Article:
Voices of the Peninsula: Nelchina caribou issues complex
Alaska Board of Game met in Anchorage recently to consider proposals from the public, Department of Fish and Game and several conservation groups concerning hunting options for the Nelchina Caribou Herd near Glennallen. Since this is a complex issue that has been changed many times in the past, a summary and explanation of laws and Board decisions may be helpful. In our final decision, the Board adopted a proposal that encompassed a combination of several proposed ideas. First, we looked at an open general hunt where permits would be issued using the standard random draw that most hunters are accustomed to. However, our state subsistence law prohibits the Board from adopting only a drawing hunt because that type of hunt does not provide a reasonable opportunity for a subsistence hunter to draw a permit. Next, the Board considered a registration type hunt, again open to all Alaskan residents. This type of hunt would be legal under the subsistence statutes, if it were the only hunt available, but it had several obvious draw backs. As an example, in 1996 a similar unlimited registration subsistence hunt was held and 50,361 permits were issued, resulting in an early closure. Board members were concerned that relying on just an unlimited registration would make it unlikely that Fish and Game could exert the necessary control to close the hunt and avoid a huge overharvest, if a comparable number of hunters signed up. Even options of a one day registration hunt were considered but the majority of the public that testified opposed such a hunt and did not consider it to be a reasonable opportunity for subsistence. The Board also investigated the option of authorizing a Tier-II hunt but since the harvestable surplus is over the number of animals necessary to satisfy subsistence needs, the Board was prohibited by law from returning to a Tier-II hunt. Finally, the board considered a combination of options to first satisfy the state subsistence mandate and also provide an open opportunity for non-subsistence hunters. Because of legal complications relating to interpretation of Alaska's subsistence law, the last general draw hunt was held in the fall of 1987 on this caribou herd.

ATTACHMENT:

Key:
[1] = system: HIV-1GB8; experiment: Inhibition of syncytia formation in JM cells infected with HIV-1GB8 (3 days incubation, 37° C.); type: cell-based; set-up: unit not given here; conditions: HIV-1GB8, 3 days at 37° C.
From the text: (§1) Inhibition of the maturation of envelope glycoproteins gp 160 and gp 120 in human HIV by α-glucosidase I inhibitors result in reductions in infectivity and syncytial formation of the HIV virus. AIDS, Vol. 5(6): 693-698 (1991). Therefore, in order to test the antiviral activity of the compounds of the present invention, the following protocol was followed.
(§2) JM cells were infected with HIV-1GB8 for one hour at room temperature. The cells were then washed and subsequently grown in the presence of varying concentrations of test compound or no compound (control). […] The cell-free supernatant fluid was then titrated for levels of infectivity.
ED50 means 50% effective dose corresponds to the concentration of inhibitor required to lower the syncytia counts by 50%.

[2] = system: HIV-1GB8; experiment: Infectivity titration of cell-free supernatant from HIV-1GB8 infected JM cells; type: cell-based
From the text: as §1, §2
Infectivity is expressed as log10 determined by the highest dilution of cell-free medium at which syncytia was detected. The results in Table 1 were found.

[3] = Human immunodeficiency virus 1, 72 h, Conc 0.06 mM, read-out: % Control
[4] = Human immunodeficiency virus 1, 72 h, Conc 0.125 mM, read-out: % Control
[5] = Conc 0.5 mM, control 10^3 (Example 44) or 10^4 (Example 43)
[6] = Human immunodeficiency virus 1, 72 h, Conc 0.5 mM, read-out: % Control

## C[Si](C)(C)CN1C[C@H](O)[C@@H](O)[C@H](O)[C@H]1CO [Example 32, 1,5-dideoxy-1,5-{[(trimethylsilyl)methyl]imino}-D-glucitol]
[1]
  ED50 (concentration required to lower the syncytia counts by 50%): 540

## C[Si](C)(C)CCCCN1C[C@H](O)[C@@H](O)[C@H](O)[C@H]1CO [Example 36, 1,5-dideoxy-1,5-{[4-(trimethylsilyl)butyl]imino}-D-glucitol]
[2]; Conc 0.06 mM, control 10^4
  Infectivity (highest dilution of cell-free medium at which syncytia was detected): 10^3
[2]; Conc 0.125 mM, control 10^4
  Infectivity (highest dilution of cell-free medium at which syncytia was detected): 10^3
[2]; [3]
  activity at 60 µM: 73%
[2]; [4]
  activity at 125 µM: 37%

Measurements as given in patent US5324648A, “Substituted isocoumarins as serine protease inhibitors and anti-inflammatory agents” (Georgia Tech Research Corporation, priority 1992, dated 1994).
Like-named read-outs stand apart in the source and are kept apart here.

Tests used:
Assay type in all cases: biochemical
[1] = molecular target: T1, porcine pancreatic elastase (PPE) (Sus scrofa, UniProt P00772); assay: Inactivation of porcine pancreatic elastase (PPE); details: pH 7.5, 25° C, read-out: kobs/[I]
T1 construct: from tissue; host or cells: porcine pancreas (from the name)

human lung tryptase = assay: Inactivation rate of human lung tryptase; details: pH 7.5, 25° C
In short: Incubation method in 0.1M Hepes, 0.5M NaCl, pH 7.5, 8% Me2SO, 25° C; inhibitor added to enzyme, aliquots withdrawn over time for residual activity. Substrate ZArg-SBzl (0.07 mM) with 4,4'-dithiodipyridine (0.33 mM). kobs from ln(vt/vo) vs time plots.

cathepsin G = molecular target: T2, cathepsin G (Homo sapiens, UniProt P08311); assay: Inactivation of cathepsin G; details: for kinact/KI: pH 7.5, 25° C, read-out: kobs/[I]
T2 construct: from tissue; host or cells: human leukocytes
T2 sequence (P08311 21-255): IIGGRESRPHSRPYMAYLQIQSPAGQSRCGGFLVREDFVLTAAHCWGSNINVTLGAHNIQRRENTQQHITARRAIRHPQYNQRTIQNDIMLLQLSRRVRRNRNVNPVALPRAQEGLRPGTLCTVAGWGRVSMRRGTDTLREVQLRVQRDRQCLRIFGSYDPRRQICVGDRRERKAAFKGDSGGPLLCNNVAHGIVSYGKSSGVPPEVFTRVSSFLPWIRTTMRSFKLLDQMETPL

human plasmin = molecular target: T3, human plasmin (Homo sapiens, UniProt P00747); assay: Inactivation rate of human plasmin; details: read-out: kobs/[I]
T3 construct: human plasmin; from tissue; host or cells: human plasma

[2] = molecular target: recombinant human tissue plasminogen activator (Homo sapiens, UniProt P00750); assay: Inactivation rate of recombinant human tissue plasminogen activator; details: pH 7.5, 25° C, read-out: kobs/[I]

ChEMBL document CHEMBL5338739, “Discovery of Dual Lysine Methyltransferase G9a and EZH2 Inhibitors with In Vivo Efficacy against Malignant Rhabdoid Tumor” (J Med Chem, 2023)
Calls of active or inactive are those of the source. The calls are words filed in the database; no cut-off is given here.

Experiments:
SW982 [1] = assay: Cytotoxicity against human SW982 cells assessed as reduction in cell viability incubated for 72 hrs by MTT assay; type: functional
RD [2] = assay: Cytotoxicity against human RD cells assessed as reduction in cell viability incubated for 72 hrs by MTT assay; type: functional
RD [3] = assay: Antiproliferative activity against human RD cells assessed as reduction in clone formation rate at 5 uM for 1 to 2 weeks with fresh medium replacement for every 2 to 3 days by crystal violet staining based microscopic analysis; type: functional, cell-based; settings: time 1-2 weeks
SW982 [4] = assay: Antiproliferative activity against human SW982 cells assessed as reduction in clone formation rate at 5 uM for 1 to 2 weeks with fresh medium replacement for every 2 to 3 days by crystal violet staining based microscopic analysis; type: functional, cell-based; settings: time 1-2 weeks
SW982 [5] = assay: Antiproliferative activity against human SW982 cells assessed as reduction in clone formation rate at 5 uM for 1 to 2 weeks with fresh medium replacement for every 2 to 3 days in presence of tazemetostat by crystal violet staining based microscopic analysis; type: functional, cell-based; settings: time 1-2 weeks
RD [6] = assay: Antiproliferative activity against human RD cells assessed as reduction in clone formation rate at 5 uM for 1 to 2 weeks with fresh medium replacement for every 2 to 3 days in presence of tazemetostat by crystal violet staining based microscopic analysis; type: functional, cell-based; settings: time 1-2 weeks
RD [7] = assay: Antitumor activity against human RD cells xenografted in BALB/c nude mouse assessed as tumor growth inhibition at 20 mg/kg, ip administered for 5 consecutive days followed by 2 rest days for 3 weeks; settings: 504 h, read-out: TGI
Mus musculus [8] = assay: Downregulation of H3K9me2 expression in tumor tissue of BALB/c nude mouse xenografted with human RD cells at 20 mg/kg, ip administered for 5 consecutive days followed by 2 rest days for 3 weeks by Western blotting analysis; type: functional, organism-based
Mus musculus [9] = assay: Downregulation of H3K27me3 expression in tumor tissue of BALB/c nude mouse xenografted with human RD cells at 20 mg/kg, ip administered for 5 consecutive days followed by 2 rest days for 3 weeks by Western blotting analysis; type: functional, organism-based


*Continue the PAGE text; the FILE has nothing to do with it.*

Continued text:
Perils of Polly: Land of horses and Genghis Kahn
Editor's note: Polly Crawford was a reporter and associate editor of The Peninsula Clarion from 1985-1988, when she wrote "Perils of Polly." She also wrote a series of "Peril" columns in 1998 about her Australian adventures. Although she is now a teacher at Soldotna Middle School, the perils continue as she just returned from an around-the-world journey that started in Russia and ended in Tibet.
Refuge Notebook: Reconciliation ecology at work on Kenai National Wildlife Refuge
As a graduate student in biology, I am intrigued by a new branch of ecology, called "Reconciliation Ecology," and was excited to see it in practice during my internship this summer at Kenai National Wildlife Refuge.
An Outdoor View: A pox on texting
In July 2008, in a column titled, "The curse of cell phones," I wrote: "As if cell phones aren't distracting enough already, they're getting worse. When people aren't yakking away on them, they're listening to MP3 songs, snapping photos or Googling on the Internet. Some of the infernal contraptions even have GPS capability. What next?"
Isn't it sweet? Artists create using cake in October exhibit
The Kenai River Council on the Arts experimental art show this month at the Kenai Fine Arts Center is a piece of cake. But creating the show was not as easy as pie.
'Splice' not a smart sci-fi thriller
Survival means rising above the waves of a storm
Introducing his study on going through difficult times, titled "When the Going Gets Tough," Dr. Joe Stowell, president of Cornerstone University, says getting through a season of trouble is a lot like surviving a roller-coaster ride -- except that we do not volunteer for trouble and trouble was never intended to be fun, adding: "Trouble is filled with stomach-wrenching drops, dips, and sudden curves. And just when we think we've caught our breath, we're dropping again."
Panthers take out Kardinals
The Skyview volleyball team celebrated Senior Night by defeating Kenai Central 25-18, 25-11 and 25-11 on Thursday in Northern Lights Conference play.
Sports Brief: Wrestlers take to mat
Nikiski defeated Bethel 42-33 on Thursday in a dual meet held at Nikiski. In other duals there, Kodiak topped Dillingham 39-37 and Barrow took care of Unalaska 42-18.
Kenai River Brown Bears ready for Rage
The Kenai River Brown Bears will face road Rage tonight, Friday and Saturday at the Soldotna Sports Center.
Dawson survives: Bears can't rally in 3rd
The Dawson Creek Rage defeated the Kenai River Brown Bears 5-4 on Thursday night in North American Hockey League action at the Soldotna Sports Center.
Rivalry to renew at state: Soldotna has 0-3 record vs. Kenai in state small-schools finals
Since the small-schools state championship started in 2000, Soldotna has been dominant, making seven finals and winning three titles.